RBA Sits Tight But Bank of Canada Moves 0.25% As Expected


The Reserve Bank of Australia met earlier today and as widely expected kept the official rate steady at 4.5%.  The tone of the statement was fairly neutral, as one might expect after 6 rates hikes since last October and increased uncertainty about the economic outlook of Europe and China.

Australia reports Q1 GDP figures first thing in the Australian morning on Wednesday.  The consensus expects a 0.6% quarter-over-quarter expansion; slower than the 0.9% pace seen in Q4 09, but near last year’s average quarterly pace (0.67%).

Inventory rebuilding is likely to have contributed more to growth than in Q4 09.  Foreign demand also looks promising as Australia reported a somewhat smaller trade deficit in Q1 10 than in Q4 09.  Despite relatively healthy job creation, it has not spilled over to help consumption very much.  Over the quarter, retail sales rose 0.5%.  In Q4 09 retail sales rose 1%.

The Australian dollar is not being driven by its high interest rates,  The steep 13.5% loss recorded from April 30 through May 25 seems largely a function of the unwinding of risk trades, like long AUD short JPY.

Within our constructive view of the dollar bloc in general, given that the Australian interest rate cycle is mature, we have suggested that the Canadian dollar, which hiked rates today for the first time, may out-perform.  Some observers emphasize the pullback in China’s PMI today (though another PMI was firmer), but we think the China story is still a net positive for Australia.

After falling to $0.8282 earlier today that Aussie bounced to $0.8437 in the North American morning, as the equity market recovered, illustrating the "real" driver of the Australian dollar.  Intra-day technical readings are over-extended.  Support is now seen near $0.8350.


Meanwhile, the Bank of Canada hiked its overnight target 25 bp to 0.50%, as widely expected.  A Reuters poll showed all primary dealers expected it and expect a hike at next month’s meeting as well (July 20).  However, the Bank of Canada’s statement is somewhat more neutral,   The BOC also took measures to restore the normal operating band to 50 bp.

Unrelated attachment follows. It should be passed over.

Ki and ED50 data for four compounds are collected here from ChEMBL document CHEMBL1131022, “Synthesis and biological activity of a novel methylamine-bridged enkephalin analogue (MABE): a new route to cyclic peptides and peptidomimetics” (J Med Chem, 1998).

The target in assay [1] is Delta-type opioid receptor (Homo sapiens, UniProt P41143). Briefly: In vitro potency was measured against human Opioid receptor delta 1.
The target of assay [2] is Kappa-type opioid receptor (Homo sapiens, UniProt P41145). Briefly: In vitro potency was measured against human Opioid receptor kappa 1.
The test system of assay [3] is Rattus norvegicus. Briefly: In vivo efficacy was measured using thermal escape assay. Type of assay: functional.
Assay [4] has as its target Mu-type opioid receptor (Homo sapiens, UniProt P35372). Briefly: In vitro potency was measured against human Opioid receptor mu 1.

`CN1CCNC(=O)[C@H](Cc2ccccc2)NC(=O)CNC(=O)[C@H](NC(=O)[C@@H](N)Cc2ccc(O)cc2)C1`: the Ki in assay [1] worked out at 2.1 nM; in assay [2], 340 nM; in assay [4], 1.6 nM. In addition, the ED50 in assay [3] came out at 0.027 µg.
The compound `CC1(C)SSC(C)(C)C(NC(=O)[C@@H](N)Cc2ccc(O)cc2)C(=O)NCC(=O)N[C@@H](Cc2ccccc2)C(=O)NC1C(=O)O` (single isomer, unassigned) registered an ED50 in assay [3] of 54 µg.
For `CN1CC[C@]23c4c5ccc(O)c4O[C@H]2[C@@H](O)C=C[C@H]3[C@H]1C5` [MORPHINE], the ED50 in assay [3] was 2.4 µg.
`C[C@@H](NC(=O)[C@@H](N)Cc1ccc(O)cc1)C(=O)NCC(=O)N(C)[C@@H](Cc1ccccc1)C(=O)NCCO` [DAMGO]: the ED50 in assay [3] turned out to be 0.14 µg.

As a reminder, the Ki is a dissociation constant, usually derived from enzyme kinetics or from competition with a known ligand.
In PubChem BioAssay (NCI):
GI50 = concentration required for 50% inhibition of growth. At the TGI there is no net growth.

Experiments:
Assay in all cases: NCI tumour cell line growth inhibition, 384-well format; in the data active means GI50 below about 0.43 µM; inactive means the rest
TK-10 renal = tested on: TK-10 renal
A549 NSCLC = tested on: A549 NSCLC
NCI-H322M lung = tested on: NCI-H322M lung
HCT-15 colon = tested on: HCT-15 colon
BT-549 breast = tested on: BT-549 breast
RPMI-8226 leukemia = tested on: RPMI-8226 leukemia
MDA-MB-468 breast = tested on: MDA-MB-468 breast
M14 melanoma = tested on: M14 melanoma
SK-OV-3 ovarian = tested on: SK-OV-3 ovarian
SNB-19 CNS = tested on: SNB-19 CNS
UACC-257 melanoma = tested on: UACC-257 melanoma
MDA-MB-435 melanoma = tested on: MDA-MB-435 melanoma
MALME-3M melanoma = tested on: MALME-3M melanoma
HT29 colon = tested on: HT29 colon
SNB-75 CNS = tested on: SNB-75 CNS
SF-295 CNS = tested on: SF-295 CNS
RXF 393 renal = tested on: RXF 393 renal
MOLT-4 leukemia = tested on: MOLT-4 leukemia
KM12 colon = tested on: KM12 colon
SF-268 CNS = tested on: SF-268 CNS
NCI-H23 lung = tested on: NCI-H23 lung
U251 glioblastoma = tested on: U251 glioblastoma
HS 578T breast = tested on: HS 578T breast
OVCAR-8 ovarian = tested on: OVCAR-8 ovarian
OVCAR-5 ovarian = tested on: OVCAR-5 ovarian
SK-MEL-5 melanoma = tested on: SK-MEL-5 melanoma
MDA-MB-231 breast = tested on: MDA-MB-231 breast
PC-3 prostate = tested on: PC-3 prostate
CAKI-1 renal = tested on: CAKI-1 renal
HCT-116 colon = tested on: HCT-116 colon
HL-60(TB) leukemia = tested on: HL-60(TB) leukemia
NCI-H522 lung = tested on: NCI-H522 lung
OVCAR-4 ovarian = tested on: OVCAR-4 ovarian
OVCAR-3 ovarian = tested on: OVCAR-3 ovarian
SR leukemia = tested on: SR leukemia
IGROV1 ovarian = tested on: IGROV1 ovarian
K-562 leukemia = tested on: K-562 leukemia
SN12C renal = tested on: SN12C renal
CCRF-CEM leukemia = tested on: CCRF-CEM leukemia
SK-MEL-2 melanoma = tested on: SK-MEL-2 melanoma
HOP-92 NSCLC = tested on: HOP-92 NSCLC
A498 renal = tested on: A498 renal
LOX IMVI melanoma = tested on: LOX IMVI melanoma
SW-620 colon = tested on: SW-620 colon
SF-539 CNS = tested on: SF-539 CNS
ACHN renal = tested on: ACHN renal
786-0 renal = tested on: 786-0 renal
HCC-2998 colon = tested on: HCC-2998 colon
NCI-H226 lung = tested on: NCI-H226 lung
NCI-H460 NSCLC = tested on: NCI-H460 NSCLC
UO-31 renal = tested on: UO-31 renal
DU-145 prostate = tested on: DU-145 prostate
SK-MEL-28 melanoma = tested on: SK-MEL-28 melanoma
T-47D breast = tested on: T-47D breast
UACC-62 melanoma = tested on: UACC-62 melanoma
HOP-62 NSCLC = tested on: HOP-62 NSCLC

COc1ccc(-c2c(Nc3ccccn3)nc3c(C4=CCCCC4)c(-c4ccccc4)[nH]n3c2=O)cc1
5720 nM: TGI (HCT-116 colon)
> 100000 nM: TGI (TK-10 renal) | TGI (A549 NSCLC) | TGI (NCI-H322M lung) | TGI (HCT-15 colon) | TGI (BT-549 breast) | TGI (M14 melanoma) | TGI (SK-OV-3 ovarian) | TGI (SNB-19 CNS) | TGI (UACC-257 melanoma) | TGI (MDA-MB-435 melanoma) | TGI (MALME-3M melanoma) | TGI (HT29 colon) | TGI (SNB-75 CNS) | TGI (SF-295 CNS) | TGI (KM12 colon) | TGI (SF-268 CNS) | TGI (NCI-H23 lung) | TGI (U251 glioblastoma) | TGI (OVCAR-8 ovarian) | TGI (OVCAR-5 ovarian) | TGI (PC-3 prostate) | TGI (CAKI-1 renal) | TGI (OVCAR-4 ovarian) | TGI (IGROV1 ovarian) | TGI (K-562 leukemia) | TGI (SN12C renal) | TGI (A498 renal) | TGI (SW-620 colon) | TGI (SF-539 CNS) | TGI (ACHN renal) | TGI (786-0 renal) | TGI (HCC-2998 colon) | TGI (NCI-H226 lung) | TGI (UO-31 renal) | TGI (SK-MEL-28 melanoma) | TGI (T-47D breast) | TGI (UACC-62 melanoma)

The uneven economic recovery globally and what the BOC called "the possibility of renewed weakness in Europe" is one of the factors that might give the central bank pause.   Given the substantial uncertainty surrounding the global outlook, the BOC cautioned "any further reduction of monetary stimulus would have to be weighed carefully against domestic and global economic developments."                                                         

This would seem to suggest the bar for a July hike is an easing of the tensions in the global capital markets.  The Canadian economic recovery is unfolding thus far in line with policy makers’ expectations.  The Bank of Canada notes that policy is still accommodative.  On a trade weighted measure, the 7% decline in the Canadian dollar since mid-April also imparts some degree of accommodation as well.

Initial resistance for the US dollar is seen near CAD1.0550-60.  A  move above there could see CAD1.0720-40.   Last week’s high was set on Tuesday near CAD1.0850.      Support is seen near CAD1.0460.

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